Little wonder, Indian stocks are shining, and the Chinese ones are going through a meltdown.

In fact, even when the Chinese economy was firing all cylinders, the Chinese stock market wasn't doing spectacularly well.

Well, perhaps no one knows this better than Anthony Bolton, the legendary fund manager at Fidelity. So enamoured was Bolton with the Chinese economy that he came out of retirement and started managing a China focused fund back in 2010.

This was the time when China was the fastest growing economy in the world. Bolton famously dubbed it as 'investment opportunity of the next decade'.

However, within a span of three years, this opportunity had turned sour for Bolton. His China focused fund lost 17% in 3 years while the S&P 500 was up 30% during the same period.

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Unfortunately, he stepped down after 3 years and hence we can only speculate about what his long-term track record would have looked like.

Given how it has performed historically, Bolton would have found it hard to make good returns from the Chinese stock market.

A small Google search will reveal that the Chinese benchmark, the Shanghai Composite index, has gone up only about 4x in the last 30 years. That's a very poor CAGR of around 5%.

Contrast this with the Sensex that's up almost 21x during the same period, translating into a CAGR of an impressive 11%.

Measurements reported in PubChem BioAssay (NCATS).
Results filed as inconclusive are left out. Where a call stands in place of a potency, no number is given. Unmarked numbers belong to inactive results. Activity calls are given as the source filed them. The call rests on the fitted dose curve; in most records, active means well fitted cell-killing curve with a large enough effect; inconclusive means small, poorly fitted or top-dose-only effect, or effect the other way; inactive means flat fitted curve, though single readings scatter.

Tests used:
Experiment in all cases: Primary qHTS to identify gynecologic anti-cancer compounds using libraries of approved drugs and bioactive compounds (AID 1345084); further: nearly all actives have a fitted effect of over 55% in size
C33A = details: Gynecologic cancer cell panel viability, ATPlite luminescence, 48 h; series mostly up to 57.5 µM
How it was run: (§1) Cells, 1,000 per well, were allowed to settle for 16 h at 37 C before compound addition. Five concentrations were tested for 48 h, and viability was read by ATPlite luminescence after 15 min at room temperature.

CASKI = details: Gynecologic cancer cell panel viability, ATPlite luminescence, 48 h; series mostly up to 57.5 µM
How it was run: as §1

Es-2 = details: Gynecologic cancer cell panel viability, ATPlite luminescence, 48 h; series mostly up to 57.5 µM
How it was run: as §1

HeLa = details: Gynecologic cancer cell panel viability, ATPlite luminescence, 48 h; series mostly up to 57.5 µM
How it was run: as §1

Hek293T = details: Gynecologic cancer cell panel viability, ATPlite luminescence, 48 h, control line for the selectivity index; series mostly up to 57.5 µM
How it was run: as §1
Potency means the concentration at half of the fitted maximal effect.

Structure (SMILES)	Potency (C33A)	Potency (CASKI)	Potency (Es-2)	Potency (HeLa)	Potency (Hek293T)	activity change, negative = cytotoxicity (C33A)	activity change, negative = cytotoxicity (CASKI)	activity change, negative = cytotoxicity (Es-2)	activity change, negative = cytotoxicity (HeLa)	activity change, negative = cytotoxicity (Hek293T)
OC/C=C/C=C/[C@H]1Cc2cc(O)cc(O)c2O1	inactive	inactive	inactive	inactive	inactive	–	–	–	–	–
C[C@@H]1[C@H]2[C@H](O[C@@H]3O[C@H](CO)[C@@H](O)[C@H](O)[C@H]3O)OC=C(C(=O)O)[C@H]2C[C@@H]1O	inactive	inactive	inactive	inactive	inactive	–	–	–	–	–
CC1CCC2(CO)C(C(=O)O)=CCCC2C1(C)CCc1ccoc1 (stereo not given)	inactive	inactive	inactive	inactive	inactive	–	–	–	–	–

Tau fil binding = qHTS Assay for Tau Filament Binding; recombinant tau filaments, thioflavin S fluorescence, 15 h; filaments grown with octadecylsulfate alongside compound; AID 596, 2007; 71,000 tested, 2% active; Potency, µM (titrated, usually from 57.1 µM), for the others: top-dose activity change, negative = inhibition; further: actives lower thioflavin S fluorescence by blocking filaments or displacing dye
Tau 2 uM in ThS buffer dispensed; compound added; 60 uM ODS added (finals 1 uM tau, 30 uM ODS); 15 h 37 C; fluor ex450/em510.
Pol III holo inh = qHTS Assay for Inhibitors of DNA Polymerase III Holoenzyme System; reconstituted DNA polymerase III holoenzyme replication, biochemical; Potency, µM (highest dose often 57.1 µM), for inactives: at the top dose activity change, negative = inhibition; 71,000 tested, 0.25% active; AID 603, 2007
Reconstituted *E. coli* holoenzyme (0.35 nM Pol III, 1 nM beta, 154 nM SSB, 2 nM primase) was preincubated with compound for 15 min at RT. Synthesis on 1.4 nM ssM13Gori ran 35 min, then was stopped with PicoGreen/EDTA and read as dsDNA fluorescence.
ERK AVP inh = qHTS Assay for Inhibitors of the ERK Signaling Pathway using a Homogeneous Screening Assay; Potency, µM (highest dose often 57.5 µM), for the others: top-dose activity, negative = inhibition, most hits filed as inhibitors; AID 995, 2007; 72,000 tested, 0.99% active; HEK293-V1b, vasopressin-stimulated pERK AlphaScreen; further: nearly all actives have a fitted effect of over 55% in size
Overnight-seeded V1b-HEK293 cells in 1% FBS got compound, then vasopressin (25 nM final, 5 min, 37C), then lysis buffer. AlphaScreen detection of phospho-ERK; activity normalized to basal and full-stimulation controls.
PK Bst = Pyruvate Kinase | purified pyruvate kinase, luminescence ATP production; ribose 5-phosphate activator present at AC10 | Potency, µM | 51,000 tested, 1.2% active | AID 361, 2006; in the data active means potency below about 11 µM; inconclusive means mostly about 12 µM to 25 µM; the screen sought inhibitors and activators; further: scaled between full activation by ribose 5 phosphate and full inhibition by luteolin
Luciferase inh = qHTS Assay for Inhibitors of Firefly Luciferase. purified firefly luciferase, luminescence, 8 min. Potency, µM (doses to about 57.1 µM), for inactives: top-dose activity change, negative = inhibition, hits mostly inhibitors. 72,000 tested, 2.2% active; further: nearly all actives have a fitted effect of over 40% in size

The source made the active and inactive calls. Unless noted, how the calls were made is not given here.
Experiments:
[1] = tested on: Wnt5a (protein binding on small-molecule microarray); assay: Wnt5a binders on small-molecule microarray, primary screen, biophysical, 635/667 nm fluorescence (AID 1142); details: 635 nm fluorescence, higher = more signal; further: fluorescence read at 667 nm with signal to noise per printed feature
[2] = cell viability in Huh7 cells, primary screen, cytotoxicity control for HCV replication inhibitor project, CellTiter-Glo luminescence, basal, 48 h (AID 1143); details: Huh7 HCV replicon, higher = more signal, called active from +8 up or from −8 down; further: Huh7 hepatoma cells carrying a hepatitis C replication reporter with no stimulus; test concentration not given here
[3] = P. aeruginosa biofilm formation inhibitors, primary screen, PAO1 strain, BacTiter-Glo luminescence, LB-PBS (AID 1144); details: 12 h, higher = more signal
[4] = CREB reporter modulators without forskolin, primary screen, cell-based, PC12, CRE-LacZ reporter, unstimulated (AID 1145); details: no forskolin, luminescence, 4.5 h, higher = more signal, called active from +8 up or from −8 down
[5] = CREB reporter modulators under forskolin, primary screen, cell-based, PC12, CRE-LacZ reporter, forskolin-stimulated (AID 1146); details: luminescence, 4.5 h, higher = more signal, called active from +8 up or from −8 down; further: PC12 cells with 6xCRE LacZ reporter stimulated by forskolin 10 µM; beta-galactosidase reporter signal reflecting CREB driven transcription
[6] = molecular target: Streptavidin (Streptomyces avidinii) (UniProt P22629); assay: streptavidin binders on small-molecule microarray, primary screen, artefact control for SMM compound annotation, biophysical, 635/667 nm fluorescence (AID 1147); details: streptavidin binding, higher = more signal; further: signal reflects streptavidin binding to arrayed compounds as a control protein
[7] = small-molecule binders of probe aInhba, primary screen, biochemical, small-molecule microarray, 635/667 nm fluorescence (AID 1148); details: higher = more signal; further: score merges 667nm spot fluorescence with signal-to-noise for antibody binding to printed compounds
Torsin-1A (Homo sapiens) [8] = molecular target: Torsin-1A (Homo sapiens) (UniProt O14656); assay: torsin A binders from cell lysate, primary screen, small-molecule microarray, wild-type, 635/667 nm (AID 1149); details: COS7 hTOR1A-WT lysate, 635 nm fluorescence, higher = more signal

But why is this the case?

Why does an economy that has been the envy of the world for most part of the last 3 decades and is currently almost 5x bigger than India's, have such an underperforming stock market? Why hasn't China's stock market followed its GDP to become one of the best performing stock markets? Why has it lagged so much?

Well, all we need to do is ask ourselves a simple question and we will get our answer.

If forced to invest a substantial part of your savings in a foreign country, where would you rather invest, the US stock market or the Chinese stock market?

I believe most of us would prefer investing in US stocks. The reasons are not hard to find. The US has a much better track record in protecting the rights of minority shareholders and long-term wealth creation.

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Some of the world's largest companies by market cap are from the US. It's also home to some of the biggest wealth creating companies. There is more transparency in the US stock market, and it has a better track record of bringing corrupt and dishonest managements to book.